Images shot on CineStill 800T in Yashica Electro 35 GSN
I talk a lot on here about the importance of creating and making things. About getting out there and shooting as much as we can. About how doing it is always better than not doing it, whatever the results you come back with are like.
And while I hope that message comes across, there are times when the last thing I want to do is walk around the same streets again looking for scenes to capture – even in a city as photogenic as Shanghai.
That usually happens when all I have is the vague idea to find scenes to capture, though. To get over this when I had this roll of CineStill film to shoot, I gave myself a few specific themes to cover with its 36 exposures.
These neon signs were one, and this article’s shopfronts and subway shots were the others. The shopfronts meant I could see how the film did with artificial light at night while the subway gave us some indoor and outdoor daylight situations too.
Opening with the shops
That shot there is the biggest example I have from this set of the (in)famous CineStill 800T red halation around light sources. It’s apparent in a few of the other low light images below, but nothing like the above.
If you’re not a fan of the halation, it can be avoided if you keep the actual light sources out of your frame. That’s not something I was trying to achieve at the time. I just noticed it after I got the images back from the lab.
Overall I’m pretty happy with what the CineStill did with the artificial light of these various shopfronts. It was my first time shooting film at night and I wasn’t quite sure how they’d come out; if the shutter speed would be fast enough, even with though the camera wasn’t warning me it wouldn’t.
The ISO 800 rating does of course help when working in these lower light environments, but this style of image has some inherent conditions that assist you too.
The first is that there is light. That’s what shops do at night. Turn on the lights so people can see what they’re doing. Yes, it’s not sunlight, but if you point your camera at it and meter for it, you’ll probably be okay if you have the right film and settings.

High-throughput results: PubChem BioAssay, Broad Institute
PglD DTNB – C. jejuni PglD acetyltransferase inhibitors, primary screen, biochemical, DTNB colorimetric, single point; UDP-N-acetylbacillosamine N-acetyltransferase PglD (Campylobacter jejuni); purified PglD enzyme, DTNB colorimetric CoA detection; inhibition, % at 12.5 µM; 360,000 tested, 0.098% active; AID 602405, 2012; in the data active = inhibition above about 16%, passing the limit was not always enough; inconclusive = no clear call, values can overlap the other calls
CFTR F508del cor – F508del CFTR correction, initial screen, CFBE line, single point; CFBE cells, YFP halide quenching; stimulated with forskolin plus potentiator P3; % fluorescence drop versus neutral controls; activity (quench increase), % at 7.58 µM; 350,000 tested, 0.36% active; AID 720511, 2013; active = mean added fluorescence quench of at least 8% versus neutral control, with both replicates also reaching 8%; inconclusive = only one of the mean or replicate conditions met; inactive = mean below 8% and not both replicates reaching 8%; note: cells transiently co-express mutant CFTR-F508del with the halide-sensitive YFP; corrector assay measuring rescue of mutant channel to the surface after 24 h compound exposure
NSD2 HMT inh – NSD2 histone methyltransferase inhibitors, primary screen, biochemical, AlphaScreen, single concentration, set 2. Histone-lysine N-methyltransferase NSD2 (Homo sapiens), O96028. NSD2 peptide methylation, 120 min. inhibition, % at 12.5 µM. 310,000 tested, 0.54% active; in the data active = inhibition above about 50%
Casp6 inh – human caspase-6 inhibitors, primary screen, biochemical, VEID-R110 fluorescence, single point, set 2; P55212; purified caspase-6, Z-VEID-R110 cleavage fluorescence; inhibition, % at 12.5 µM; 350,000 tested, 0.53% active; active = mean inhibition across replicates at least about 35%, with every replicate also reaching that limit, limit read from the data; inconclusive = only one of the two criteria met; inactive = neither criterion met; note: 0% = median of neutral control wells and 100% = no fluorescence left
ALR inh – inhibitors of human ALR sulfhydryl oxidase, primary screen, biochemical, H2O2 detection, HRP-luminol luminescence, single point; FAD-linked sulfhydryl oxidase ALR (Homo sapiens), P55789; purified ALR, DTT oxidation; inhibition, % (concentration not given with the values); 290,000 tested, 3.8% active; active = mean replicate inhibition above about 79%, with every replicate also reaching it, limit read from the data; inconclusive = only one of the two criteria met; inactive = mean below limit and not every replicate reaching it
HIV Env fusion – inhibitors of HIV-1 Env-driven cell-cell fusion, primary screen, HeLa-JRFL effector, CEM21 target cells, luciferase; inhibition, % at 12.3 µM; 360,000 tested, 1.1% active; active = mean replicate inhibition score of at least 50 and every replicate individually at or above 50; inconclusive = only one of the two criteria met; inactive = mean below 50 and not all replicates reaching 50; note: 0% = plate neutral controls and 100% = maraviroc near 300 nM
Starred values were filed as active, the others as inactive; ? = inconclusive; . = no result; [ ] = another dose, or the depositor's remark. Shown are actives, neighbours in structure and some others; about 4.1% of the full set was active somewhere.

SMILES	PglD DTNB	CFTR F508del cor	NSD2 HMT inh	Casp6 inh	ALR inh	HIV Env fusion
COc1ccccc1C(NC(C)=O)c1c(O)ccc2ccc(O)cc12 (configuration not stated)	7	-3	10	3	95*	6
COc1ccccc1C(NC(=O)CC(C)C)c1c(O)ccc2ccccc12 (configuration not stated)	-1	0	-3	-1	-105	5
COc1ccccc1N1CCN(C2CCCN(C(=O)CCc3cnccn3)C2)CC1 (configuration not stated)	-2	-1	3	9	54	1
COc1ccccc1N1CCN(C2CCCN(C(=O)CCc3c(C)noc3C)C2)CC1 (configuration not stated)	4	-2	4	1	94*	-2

An ISO 100 stock and f11, not so much. But an ISO 800 CineStill and f5.6 should be fine. And that’s the second thing that helps you shoot images like this at night. That because the compositions are pretty flat and front-on, f5.6 will give you enough depth-of-field.
Some Shanghai subway shots on CineStill
As already mentioned, I took the opportunity to shoot a few mini-sets on this CineStill 800T. With 36 exposures on the roll and a little forethought, there’s ample opportunity to do so.
The final idea was for a set based in and on the subway. That is, in stations and on the train itself. Because the Shanghai subway has a mix of underground and overland stations, I could mix up the artificial light with the daylight too.
CineStill 800T isn’t designed to be shot under the sun without a yellow filter, but I thought I’d do so anyway. I wanted to see how the film did shot the same way in all conditions. The results, in my humble opinion, weren’t bad at all.
There’s a bit of a blue tinge to them, but there is with a lot of the artificial light ones too. I quite like that, though. It’s good that different films give you a different look. If you want warm yellows, there’s plenty of Kodak options out there.
Wrapping up the shopfronts and subway series
With so many films out there to shoot, I do like to squeeze as much as I can from each roll, because that means I can then move on and try something different.
That usually means only one shot of a particular scene, unless I feel I messed the first attempt up. It often also means trying to get a variety of images. That may be from different locations, or just different situations or compositions.
On that note, I’ll end with some encouragement for you. If you’re unsure about going out and shooting after dark, don’t be. The same rules apply as in the day. If there’s enough light, there’s enough light. It doesn’t matter where it’s coming from.
Choose a high ISO film, set your aperture perhaps a stop or two wider than you normally would, and meter for the light that’s there. That’s all I did and I wouldn’t have most of these shots to show you if I hadn’t.
You can either try it and have a bunch of your own shots too, or just not bother and have none. I know which I’d prefer you do. 🙂
If you enjoyed that post, why not take a look at these others to stay inspired or learn more about the CineStill 800T film I used here:
- My complete review of this CineStill 800T film
- Another film photo essay with this film
- Shooting another special film in Shanghai
And if you think others will enjoy this account of shooting CineStill too, help them find it by sharing or pinning. 😀